Plague Hospital

The Language of Weight Stigma and Bias

How Everyday Language
Casually Stigmatises Obesity – And What to Do About It

Obesity is a highly stigmatised condition. Those with obesity are frequently subject to prejudice and ridicule at home, school, work, and even from health care professionals. Every day, they face social rejection and are deemed lazy, unattractive, unmotivated and unhappy. Alarmingly, many obese individuals feel unable to challenge such stigma, so they passively accept and sometimes believe it.

We live in a world where we are constantly reminded that obesity is a “crisis”, an “epidemic,” that it is crippling the economy, and that it is a burden on society. These ideologies are disseminated throughout the news media, social media, by politicians, and by healthcare professionals – and they are the birthplace of weight stigma.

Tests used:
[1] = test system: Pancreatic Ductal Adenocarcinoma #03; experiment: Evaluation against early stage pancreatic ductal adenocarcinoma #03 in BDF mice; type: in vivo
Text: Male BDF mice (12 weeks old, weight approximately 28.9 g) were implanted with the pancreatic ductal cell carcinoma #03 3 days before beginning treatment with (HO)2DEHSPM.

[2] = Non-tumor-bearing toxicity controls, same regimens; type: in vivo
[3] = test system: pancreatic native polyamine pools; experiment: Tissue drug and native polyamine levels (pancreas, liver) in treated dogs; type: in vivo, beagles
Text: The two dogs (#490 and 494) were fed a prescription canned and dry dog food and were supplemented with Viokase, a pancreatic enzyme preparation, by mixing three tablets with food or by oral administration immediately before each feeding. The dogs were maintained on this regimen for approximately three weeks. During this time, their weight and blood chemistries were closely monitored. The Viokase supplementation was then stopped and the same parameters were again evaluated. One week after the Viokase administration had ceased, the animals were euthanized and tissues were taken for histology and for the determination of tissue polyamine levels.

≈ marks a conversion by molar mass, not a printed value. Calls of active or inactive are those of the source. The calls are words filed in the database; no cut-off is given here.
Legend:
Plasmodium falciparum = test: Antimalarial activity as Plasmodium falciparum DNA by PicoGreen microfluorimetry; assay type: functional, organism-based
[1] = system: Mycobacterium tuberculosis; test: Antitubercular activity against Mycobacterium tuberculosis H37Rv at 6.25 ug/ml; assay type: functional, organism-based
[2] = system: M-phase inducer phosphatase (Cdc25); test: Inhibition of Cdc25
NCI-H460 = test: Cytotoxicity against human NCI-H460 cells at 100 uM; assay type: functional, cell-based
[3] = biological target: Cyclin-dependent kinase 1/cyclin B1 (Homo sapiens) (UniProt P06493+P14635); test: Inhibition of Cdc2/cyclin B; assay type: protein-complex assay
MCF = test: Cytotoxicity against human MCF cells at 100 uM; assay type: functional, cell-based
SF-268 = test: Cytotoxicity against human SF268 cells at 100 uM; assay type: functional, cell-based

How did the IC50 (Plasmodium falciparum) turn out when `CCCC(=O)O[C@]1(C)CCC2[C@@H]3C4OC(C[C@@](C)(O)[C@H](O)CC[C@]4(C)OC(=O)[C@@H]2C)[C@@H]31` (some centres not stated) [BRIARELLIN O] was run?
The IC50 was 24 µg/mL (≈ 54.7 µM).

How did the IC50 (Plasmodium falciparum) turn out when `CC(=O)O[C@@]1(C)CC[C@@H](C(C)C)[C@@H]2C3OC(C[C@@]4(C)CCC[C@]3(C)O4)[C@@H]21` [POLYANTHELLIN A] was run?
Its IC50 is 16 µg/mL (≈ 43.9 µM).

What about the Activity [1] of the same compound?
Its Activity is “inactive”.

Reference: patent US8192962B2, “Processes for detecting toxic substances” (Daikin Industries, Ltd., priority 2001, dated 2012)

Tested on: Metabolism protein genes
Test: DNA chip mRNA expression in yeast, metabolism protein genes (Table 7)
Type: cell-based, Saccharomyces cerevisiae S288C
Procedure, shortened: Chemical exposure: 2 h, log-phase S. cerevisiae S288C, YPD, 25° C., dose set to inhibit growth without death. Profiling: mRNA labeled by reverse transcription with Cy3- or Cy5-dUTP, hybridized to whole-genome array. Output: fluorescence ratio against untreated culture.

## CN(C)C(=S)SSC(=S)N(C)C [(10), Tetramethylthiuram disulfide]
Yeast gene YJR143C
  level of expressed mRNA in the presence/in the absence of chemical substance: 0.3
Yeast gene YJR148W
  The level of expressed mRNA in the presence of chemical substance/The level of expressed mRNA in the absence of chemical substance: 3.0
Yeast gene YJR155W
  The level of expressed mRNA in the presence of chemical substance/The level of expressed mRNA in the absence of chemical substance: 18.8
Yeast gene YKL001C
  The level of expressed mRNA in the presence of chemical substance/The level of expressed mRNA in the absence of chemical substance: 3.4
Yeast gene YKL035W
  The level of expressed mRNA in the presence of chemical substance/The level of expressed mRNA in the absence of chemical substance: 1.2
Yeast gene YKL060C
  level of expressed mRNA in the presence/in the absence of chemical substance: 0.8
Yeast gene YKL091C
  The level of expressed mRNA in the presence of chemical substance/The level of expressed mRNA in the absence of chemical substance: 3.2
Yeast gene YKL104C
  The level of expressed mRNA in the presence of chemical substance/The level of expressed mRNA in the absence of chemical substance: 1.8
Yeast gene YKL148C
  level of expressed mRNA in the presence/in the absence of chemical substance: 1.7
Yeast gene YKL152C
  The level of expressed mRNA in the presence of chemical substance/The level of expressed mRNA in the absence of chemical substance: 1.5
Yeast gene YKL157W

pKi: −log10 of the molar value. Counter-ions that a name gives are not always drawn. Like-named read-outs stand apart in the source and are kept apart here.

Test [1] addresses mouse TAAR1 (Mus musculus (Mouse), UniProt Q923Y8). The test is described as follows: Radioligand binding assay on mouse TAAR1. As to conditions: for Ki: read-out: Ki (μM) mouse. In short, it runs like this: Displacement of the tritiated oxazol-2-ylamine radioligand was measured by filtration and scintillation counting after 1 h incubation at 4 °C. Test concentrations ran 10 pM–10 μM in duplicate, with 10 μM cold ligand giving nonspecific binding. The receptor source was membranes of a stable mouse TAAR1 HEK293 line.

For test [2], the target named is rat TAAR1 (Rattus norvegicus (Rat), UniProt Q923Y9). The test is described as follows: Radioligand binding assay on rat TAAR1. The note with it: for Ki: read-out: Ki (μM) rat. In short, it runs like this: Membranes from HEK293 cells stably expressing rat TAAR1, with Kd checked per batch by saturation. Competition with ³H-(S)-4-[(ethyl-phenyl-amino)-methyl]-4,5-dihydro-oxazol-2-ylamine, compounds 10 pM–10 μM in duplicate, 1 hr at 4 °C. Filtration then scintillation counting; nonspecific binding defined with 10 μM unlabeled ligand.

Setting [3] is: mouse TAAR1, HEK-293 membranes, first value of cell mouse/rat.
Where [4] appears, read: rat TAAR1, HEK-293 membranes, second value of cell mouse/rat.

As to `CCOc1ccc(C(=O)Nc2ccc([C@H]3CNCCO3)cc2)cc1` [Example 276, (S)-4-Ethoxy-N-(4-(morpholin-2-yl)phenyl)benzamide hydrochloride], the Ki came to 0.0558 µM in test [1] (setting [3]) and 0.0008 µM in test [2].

Weight stigma can manifest itself in several different ways. It can be overt, such as verbal and physical abuse, but it can also be indirect and subtle. My research focuses on the subtle and subconscious language choices that do not appear stigmatizing on the surface and my results are drawn from a data set of 16,500 British newspaper articles about obesity.

The “Epidemic”

Obesity epidemic” was one of the most frequently used phrases in the newspaper articles. And it is not just limited to the press – it’s a phrase that is used widely in a range of contexts, often in everyday speech by everyday people.

The word “epidemic” is used as a metaphor to highlight the rising prevalence of obesity. But the definition of “epidemic” is the widespread occurrence of an infectious disease.

Couple Taking a Walk, photograph by